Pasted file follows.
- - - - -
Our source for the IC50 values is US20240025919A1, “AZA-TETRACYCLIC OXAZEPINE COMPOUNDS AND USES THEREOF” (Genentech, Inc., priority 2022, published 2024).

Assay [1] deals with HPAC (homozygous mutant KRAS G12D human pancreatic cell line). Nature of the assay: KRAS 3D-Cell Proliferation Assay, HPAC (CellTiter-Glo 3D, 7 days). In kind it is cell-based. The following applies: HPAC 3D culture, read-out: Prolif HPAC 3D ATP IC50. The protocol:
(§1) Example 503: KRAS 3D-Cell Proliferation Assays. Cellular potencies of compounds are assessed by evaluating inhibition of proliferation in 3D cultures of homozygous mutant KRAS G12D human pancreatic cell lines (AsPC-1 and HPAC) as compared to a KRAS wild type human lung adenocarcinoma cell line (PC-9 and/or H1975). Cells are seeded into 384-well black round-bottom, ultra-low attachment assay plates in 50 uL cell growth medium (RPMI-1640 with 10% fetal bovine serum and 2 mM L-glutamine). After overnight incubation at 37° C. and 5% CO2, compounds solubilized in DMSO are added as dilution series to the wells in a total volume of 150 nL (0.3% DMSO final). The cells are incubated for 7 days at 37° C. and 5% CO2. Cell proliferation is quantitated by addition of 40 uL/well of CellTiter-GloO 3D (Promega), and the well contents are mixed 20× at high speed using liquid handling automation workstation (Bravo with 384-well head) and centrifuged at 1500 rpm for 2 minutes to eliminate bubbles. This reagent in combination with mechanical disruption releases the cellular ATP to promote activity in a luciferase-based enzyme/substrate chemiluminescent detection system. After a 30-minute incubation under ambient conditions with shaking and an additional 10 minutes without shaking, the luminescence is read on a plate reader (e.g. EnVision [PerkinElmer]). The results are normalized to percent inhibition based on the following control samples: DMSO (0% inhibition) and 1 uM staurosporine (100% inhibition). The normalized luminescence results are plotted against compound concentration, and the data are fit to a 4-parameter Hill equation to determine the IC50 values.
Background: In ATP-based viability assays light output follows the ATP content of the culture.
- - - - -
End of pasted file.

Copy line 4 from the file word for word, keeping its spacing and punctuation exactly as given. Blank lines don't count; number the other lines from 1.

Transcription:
Background: In ATP-based viability assays light output follows the ATP content of the culture.